For code rate 2/3 A code, the shift sizes {p(f, i, j)} for a code size corresponding to expansion factor zf are derived from {p(i,j)} by using a modulo function

.

Rate 1/2:

-1 94 73 -1 -1 -1 -1 -1 55 83 -1 -1 7 0 -1 -1 -1 -1 -1 -1 -1 -1 -1 -1

-1 27 -1 -1 -1 22 79 9 -1 -1 -1 12 -1 0 0 -1 -1 -1 -1 -1 -1 -1 -1 -1

-1 -1 -1 24 22 81 -1 33 -1 -1 -1 0 -1 -1 0 0 -1 -1 -1 -1 -1 -1 -1 -1

61 -1 47 -1 -1 -1 -1 -1 65 25 -1 -1 -1 -1 -1 0 0 -1 -1 -1 -1 -1 -1 -1

-1 -1 39 -1 -1 -1 84 -1 -1 41 72 -1 -1 -1 -1 -1 0 0 -1 -1 -1 -1 -1 -1

-1 -1 -1 -1 46 40 -1 82 -1 -1 -1 79 0 -1 -1 -1 -1 0 0 -1 -1 -1 -1 -1

-1 -1 95 53 -1 -1 -1 -1 -1 14 18 -1 -1 -1 -1 -1 -1 -1 0 0 -1 -1 -1 -1

-1 11 73 -1 -1 -1 2 -1 -1 47 -1 -1 -1 -1 -1 -1 -1 -1 -1 0 0 -1 -1 -1

12 -1 -1 -1 83 24 -1 43 -1 -1 -1 51 -1 -1 -1 -1 -1 -1 -1 -1 0 0 -1 -1

-1 -1 -1 -1 -1 94 -1 59 -1 -1 70 72 -1 -1 -1 -1 -1 -1 -1 -1 -1 0 0 -1

-1 -1 7 65 -1 -1 -1 -1 39 49 -1 -1 -1 -1 -1 -1 -1 -1 -1 -1 -1 -1 0 0

43 -1 -1 -1 -1 66 -1 41 -1 -1 -1 26 7 -1 -1 -1 -1 -1 -1 -1 -1 -1 -1 0

Note that the R=1/2 code is designed such that after a model matrix row permutation of [0, 2, 4, 11, 6, 8, 10,

1, 3, 5, 7, 9] consecutive rows do not intersect, which may be used to increase decoding throughput in some

layered decoding architectures.

Rate 2/3 A code:

3 0 -1 -1 2 0 -1 3 7 -1 1 1 -1 -1 -1 -1 1 0 -1 -1 -1 -1 -1 -1

-1 -1 1 -1 36 -1 -1 34 10 -1 -1 18 2 -1 3 0 -1 0 0 -1 -1 -1 -1 -1

-1 -1 12 2 -1 15 -1 40 -1 3 -1 15 -1 2 13 -1 -1 -1 0 0 -1 -1 -1 -1

-1 -1 19 24 -1 3 0 -1 6 -1 17 -1 -1 -1 8 39 -1 -1 -1 0 0 -1 -1 -1

20 -1 6 -1 -1 10 29 -1 -1 28 -1 14 -1 38 -1 -1 0 -1 -1 -1 0 0 -1 -1

-1 -1 10 -1 28 20 -1 -1 8 -1 36 -1 9 -1 21 45 -1 -1 -1 -1 -1 0 0 -1

35 25 -1 37 -1 21 -1 -1 5 -1 -1 0 -1 4 20 -1 -1 -1 -1 -1 -1 -1 0 0

-1 6 6 -1 -1 -1 4 -1 14 30 -1 3 36 -1 14 -1 1 -1 -1 -1 -1 -1 -1 0

Rate 2/3 B code:

2 -1 19 -1 47 -1 48 -1 36 -1 82 -1 47 -1 15 -1 95 0 -1 -1 -1 -1 -1 -1

-1 69 -1 88 -1 33 -1 3 -1 16 -1 37 -1 40 -1 48 -1 0 0 -1 -1 -1 -1 -1

10 -1 86 -1 62 -1 28 -1 85 -1 16 -1 34 -1 73 -1 -1 -1 0 0 -1 -1 -1 -1

-1 28 -1 32 -1 81 -1 27 -1 88 -1 5 -1 56 -1 37 -1 -1 -1 0 0 -1 -1 -1

23 -1 29 -1 15 -1 30 -1 66 -1 24 -1 50 -1 62 -1 -1 -1 -1 -1 0 0 -1 -1

-1 30 -1 65 -1 54 -1 14 -1 0 -1 30 -1 74 -1 0 -1 -1 -1 -1 -1 0 0 -1

32 -1 0 -1 15 -1 56 -1 85 -1 5 -1 6 -1 52 -1 0 -1 -1 -1 -1 -1 0 0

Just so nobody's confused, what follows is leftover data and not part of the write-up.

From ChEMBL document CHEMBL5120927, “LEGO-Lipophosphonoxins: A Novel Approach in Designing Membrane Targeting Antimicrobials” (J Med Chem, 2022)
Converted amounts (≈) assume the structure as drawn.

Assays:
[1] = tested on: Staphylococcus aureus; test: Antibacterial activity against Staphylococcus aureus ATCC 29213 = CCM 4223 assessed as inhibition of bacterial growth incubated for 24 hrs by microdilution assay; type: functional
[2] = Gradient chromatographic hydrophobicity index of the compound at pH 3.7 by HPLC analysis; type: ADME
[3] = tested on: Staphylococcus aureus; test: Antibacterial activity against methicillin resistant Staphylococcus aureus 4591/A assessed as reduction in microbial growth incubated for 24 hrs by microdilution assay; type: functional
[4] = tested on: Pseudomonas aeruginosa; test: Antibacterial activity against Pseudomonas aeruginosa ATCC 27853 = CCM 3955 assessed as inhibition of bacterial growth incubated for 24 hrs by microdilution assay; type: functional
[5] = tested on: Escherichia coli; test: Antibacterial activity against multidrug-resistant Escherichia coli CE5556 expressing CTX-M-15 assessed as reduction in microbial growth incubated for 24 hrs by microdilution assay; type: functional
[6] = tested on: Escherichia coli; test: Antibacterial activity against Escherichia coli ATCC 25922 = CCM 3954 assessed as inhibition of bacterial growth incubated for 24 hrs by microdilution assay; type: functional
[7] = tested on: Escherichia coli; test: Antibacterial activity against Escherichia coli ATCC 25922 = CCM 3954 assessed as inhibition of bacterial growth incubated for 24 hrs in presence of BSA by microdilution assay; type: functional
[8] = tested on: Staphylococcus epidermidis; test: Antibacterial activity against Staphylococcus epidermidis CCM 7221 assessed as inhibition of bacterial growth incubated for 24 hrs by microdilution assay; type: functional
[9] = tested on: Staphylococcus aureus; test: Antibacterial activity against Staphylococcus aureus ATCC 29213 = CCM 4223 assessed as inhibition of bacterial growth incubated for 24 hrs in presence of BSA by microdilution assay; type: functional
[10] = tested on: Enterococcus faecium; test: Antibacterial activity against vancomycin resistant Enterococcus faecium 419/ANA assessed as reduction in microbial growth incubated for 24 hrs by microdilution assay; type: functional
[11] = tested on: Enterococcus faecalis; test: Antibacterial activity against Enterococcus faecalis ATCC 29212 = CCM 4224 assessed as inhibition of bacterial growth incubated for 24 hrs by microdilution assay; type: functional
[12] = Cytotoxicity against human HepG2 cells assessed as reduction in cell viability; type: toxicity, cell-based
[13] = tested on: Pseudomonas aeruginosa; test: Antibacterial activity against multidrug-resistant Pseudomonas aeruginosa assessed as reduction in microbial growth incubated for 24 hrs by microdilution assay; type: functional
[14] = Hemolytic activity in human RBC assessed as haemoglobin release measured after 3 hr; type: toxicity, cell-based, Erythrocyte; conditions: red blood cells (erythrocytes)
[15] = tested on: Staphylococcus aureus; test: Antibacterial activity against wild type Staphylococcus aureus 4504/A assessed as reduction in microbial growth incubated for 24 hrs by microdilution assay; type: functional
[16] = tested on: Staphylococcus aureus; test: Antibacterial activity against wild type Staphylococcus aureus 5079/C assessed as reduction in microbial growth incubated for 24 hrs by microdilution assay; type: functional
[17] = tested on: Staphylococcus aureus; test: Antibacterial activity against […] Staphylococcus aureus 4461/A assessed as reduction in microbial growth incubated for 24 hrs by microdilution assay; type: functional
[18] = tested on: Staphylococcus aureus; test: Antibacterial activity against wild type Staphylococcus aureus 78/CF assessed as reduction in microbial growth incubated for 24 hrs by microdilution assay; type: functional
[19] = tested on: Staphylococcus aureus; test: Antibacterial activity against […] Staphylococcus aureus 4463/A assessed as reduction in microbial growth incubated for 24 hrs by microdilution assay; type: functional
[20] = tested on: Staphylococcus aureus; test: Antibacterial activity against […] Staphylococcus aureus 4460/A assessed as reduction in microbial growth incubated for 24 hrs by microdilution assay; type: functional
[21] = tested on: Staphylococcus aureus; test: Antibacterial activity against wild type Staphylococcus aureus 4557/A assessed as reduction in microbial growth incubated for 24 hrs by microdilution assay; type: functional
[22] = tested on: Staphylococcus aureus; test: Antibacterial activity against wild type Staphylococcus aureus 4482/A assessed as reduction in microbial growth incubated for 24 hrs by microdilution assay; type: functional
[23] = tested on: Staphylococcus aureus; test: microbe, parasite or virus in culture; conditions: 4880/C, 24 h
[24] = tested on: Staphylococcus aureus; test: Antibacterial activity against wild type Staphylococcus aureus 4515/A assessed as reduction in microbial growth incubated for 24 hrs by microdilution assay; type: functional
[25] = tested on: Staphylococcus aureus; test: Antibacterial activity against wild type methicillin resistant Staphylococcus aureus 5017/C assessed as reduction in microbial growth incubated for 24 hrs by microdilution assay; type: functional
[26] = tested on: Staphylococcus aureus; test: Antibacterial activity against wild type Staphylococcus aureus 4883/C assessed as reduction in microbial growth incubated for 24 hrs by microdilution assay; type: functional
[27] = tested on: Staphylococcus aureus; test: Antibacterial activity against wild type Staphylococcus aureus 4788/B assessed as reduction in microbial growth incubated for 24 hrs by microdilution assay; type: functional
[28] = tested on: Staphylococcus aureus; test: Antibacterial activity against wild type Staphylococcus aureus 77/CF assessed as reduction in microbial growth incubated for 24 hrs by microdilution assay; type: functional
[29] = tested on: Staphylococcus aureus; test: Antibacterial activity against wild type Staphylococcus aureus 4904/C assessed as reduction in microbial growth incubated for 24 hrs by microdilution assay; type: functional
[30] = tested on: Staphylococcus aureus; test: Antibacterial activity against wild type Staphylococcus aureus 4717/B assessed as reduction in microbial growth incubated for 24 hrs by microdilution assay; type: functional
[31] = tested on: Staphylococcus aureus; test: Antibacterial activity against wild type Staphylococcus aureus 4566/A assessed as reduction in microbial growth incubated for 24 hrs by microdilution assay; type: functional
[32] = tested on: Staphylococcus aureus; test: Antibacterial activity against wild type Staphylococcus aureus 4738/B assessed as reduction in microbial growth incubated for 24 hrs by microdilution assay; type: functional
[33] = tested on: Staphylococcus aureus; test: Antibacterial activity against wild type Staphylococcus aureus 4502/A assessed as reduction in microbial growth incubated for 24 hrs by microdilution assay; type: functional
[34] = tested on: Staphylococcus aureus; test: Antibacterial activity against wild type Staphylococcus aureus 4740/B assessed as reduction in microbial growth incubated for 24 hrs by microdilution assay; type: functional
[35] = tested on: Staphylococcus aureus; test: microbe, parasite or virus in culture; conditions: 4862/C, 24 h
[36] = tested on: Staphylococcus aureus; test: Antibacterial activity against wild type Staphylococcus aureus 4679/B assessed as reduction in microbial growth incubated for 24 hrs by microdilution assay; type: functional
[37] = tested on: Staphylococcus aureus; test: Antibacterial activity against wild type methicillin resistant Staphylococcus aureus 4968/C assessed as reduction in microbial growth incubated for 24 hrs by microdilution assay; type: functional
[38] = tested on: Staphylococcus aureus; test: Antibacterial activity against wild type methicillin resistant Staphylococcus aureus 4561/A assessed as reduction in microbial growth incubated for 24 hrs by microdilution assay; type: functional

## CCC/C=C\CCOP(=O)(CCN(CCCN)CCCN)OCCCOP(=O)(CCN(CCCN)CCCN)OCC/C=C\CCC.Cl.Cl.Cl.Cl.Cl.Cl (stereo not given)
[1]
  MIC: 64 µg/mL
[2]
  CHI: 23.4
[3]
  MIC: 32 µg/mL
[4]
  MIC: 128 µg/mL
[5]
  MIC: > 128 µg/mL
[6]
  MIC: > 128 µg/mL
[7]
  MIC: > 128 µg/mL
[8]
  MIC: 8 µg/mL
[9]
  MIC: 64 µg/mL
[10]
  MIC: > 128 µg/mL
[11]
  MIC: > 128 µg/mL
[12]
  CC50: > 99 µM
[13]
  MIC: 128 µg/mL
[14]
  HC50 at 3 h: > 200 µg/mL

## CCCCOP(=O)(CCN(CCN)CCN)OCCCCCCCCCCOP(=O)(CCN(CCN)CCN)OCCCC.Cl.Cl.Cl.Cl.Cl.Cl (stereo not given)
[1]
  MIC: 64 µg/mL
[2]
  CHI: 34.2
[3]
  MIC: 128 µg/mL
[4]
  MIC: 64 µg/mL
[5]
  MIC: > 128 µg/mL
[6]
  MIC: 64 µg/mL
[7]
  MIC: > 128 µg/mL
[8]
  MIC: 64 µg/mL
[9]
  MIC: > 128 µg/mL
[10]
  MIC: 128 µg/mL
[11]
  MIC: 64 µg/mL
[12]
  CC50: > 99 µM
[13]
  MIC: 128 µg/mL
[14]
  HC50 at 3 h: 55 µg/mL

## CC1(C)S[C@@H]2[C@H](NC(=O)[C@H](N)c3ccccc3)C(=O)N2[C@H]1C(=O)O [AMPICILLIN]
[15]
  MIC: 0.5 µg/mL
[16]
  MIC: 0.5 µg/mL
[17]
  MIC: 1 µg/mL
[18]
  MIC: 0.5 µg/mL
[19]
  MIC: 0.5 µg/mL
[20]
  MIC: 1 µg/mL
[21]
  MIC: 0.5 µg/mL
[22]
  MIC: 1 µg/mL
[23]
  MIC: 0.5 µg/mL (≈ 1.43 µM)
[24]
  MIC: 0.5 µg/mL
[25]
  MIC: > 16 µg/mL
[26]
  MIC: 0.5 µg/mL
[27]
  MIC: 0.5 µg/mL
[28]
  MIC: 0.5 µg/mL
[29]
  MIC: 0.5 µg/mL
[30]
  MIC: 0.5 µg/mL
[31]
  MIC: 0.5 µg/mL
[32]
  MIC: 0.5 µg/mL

-1 0 -1 47 -1 13 -1 61 -1 84 -1 55 -1 78 -1 41 95 -1 -1 -1 -1 -1 -1 0

Note that the R=2/3 B code is designed such that after a model matrix row permutation of [0, 3, 6, 1, 4, 7, 2,

5] consecutive rows do not intersect, which may be used to increase decoding throughput in some layered

decoding architectures.

Rate 3/4 A code:

6 38 3 93 -1 -1 -1 30 70 -1 86 -1 37 38 4 11 -1 46 48 0 -1 -1 -1 -1

62 94 19 84 -1 92 78 -1 15 -1 -1 92 -1 45 24 32 30 -1 -1 0 0 -1 -1 -1

71 -1 55 -1 12 66 45 79 -1 78 -1 -1 10 -1 22 55 70 82 -1 -1 0 0 -1 -1

38 61 -1 66 9 73 47 64 -1 39 61 43 -1 -1 -1 -1 95 32 0 -1 -1 0 0 -1

-1 -1 -1 -1 32 52 55 80 95 22 6 51 24 90 44 20 -1 -1 -1 -1 -1 -1 0 0

-1 63 31 88 20 -1 -1 -1 6 40 56 16 71 53 -1 -1 27 26 48 -1 -1 -1 -1 0

Rate 3/4 B code:

-1 81 -1 28 -1 -1 14 25 17 -1 -1 85 29 52 78 95 22 92 0 0 -1 -1 -1 -1

42 -1 14 68 32 -1 -1 -1 -1 70 43 11 36 40 33 57 38 24 -1 0 0 -1 -1 -1

-1 -1 20 -1 -1 63 39 -1 70 67 -1 38 4 72 47 29 60 5 80 -1 0 0 -1 -1

64 2 -1 -1 63 -1 -1 3 51 -1 81 15 94 9 85 36 14 19 -1 -1 -1 0 0 -1

-1 53 60 80 -1 26 75 -1 -1 -1 -1 86 77 1 3 72 60 25 -1 -1 -1 -1 0 0

77 -1 -1 -1 15 28 -1 35 -1 72 30 68 85 84 26 64 11 89 0 -1 -1 -1 -1 0

Rate 5/6 code:

1 25 55 -1 47 4 -1 91 84 8 86 52 82 33 5 0 36 20 4 77 80 0 -1 -1

-1 6 -1 36 40 47 12 79 47 -1 41 21 12 71 14 72 0 44 49 0 0 0 0 -1

51 81 83 4 67 -1 21 -1 31 24 91 61 81 9 86 78 60 88 67 15 -1 -1 0 0

50 -1 50 15 -1 36 13 10 11 20 53 90 29 92 57 30 84 92 11 66 80 -1 -1 0

Insert new subclause 8.4.9.2.5.2

#### 8.4.9.2.5.2 Code Rate and Block Size Adjustment

The LDPC code flexibly supports different block sizes for each code rate through the use of an expansion factor. Each base model matrix has nb=24 columns, and the expansion factor (*z factor) is equal to n/24 for code length n.* In each case, the number of information bits is equal to the code rate times the coded length n.

Table 316b – LDPC Block Sizes and Code Rates

n (bits) / n (bytes) / z factor / k (bytes) / Number of subchannelsR=1/2 / R=2/3 / R=3/4 / R=5/6 / QPSK / 16QAM / 64QAM

576 / 72 / 24 / 36 / 48 / 54 / 60 / 6 / 3 / 2

672 / 84 / 28 / 42 / 56 / 63 / 70 / 7 / – / –

768 / 96 / 32 / 48 / 64 / 72 / 80 / 8 / 4 / –

864 / 108 / 36 / 54 / 72 / 81 / 90 / 9 / – / 3

960 / 120 / 40 / 60 / 80 / 90 / 100 / 10 / 5 / –

1056 / 132 / 44 / 66 / 88 / 99 / 110 / 11 / – / –

1152 / 144 / 48 / 72 / 96 / 108 / 120 / 12 / 6 / 4

1248 / 156 / 52 / 78 / 104 / 117 / 130 / 13 / – / –

1344 / 168 / 56 / 84 / 112 / 126 / 140 / 14 / 7 / –

1440 / 180 / 60 / 90 / 120 / 135 / 150 / 15 / – / 5

1536 / 192 / 64 / 96 / 128 / 144 / 160 / 16 / 8 / –

1632 / 204 / 68 / 102 / 136 / 153 / 170 / 17 / – / –

1728 / 216 / 72 / 108 / 144 / 162 / 180 / 18 / 9 / 6

1824 / 228 / 76 / 114 / 152 / 171 / 190 / 19 / – / –

1920 / 240 / 80 / 120 / 160 / 180 / 200 / 20 / 10 / –

2016 / 252 / 84 / 126 / 168 / 189 / 210 / 21 / – / 7

2112 / 264 / 88 / 132 / 176 / 198 / 220 / 22 / 11 / –

2208 / 276 / 92 / 138 / 184 / 207 / 230 / 23 / – / –

2304 / 288 / 96 / 144 / 192 / 216 / 240 / 24 / 12 / 8

Insert new subclause 8.4.9.2.5.3

#### 8.4.9.2.5.3 Packet Encoding

The encoding block size k shall depend on the number of subchannels allocated and the modulation specified for the current transmission. Concatenation of a number of subchannels shall be performed in order to make larger blocks of coding where it is possible, with the limitation of not passing the largest block under the same coding rate (the block defined by the 64-QAM modulation). Table 333b below specifies the concatenation of subchannels for different allocations and modulations. The concatenation rule follows the subchannel concatenation rule for CC (Table 317) except that for LDPC the concatenation does not depend on the code rate.